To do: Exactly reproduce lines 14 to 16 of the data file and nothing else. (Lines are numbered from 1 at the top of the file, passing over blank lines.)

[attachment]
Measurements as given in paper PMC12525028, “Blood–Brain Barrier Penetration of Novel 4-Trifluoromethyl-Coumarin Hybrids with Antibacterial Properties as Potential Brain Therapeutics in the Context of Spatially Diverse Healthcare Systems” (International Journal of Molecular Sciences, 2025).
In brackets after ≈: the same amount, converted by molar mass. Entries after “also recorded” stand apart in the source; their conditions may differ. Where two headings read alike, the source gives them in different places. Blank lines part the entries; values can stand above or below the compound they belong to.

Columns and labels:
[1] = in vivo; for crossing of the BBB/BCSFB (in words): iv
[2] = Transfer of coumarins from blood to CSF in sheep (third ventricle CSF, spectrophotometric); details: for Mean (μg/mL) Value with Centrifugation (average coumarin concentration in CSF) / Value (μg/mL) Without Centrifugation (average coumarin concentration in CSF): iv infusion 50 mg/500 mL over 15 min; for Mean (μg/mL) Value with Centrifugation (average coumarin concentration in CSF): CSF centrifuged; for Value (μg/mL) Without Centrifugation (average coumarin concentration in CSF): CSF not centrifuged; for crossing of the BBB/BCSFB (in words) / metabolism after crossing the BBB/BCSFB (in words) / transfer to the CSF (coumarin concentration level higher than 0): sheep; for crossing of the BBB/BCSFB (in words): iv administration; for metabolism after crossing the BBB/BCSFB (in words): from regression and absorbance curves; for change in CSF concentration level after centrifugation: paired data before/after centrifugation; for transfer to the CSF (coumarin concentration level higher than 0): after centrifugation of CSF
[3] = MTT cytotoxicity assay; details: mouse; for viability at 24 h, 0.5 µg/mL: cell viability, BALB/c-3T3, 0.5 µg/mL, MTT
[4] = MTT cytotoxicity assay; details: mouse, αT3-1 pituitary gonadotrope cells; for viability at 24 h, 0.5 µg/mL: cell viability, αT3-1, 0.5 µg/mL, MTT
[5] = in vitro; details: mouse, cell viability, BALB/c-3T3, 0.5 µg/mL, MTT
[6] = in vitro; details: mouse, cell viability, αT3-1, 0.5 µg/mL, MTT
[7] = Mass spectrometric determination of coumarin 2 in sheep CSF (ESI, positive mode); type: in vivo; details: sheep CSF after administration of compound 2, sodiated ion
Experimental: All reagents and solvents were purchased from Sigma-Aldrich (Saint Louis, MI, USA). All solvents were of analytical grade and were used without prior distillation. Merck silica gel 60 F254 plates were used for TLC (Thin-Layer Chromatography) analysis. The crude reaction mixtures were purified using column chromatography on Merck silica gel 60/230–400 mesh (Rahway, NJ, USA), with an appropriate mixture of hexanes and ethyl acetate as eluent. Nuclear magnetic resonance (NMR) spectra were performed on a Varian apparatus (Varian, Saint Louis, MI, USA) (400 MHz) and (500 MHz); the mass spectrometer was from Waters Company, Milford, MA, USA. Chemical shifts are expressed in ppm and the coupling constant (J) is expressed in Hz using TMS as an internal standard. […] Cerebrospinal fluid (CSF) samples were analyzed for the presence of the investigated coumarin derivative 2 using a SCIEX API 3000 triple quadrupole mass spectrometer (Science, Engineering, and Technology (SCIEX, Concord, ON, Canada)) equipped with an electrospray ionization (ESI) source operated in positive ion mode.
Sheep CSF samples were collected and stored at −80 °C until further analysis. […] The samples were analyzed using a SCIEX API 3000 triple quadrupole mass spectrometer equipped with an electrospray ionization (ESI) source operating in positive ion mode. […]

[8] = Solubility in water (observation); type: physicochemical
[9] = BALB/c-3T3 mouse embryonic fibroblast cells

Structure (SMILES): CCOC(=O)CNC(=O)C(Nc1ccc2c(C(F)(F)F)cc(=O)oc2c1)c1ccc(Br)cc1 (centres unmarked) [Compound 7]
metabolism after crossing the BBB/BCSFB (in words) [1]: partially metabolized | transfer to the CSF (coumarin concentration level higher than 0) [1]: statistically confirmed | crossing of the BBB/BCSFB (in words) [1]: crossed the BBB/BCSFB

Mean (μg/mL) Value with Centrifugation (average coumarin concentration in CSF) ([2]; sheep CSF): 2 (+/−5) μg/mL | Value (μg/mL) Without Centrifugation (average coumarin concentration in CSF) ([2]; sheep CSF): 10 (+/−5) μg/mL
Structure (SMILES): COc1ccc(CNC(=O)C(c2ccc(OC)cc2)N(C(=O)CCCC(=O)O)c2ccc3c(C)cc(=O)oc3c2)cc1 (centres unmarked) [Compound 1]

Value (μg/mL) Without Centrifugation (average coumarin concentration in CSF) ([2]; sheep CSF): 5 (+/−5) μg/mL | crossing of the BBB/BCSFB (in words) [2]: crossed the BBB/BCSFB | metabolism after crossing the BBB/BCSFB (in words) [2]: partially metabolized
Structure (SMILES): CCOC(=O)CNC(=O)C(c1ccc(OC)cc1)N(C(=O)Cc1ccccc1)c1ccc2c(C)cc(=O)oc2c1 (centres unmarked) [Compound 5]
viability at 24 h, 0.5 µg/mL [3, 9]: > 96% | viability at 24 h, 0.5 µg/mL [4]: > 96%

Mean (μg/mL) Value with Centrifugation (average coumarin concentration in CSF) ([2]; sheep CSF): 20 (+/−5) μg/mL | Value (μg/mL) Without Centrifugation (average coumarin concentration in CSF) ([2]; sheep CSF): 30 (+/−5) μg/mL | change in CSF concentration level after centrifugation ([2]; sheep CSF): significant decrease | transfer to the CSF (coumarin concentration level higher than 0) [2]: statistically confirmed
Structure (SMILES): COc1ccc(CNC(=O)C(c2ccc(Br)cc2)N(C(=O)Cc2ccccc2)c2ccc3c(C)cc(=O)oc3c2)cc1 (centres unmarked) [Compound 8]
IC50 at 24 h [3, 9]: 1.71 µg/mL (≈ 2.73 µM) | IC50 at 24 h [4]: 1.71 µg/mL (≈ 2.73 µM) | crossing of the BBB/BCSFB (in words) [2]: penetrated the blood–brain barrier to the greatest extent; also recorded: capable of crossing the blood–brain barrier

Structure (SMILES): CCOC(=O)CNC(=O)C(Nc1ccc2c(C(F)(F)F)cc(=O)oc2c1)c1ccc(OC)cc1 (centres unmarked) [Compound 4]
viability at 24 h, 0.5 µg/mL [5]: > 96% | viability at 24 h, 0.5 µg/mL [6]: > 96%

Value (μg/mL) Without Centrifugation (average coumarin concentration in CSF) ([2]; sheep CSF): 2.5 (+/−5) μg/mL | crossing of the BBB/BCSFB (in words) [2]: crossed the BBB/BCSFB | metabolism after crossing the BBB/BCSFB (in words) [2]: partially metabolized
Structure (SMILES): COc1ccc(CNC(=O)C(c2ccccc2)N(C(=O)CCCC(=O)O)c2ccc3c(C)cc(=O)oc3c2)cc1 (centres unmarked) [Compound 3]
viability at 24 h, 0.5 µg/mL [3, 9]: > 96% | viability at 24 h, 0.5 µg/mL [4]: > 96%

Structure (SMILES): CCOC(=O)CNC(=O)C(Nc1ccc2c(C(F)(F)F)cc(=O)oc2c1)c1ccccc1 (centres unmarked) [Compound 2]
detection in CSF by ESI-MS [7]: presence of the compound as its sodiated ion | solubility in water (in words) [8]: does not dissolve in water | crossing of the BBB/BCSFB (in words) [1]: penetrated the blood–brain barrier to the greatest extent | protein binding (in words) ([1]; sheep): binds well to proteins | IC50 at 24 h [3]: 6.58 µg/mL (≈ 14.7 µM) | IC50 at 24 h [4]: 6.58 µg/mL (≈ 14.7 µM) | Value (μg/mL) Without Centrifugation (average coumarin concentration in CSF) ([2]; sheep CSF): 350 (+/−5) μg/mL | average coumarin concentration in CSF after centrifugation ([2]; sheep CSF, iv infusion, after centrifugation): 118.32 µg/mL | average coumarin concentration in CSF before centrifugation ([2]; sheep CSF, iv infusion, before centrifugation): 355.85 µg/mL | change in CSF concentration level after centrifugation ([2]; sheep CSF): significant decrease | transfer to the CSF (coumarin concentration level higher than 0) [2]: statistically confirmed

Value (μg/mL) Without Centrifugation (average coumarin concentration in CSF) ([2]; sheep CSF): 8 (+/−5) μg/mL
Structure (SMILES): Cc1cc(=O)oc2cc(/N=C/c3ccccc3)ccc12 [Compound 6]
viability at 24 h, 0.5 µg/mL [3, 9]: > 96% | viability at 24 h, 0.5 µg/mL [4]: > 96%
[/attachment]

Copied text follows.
[9] = BALB/c-3T3 mouse embryonic fibroblast cells

Structure (SMILES): CCOC(=O)CNC(=O)C(Nc1ccc2c(C(F)(F)F)cc(=O)oc2c1)c1ccc(Br)cc1 (centres unmarked) [Compound 7]
metabolism after crossing the BBB/BCSFB (in words) [1]: partially metabolized | transfer to the CSF (coumarin concentration level higher than 0) [1]: statistically confirmed | crossing of the BBB/BCSFB (in words) [1]: crossed the BBB/BCSFB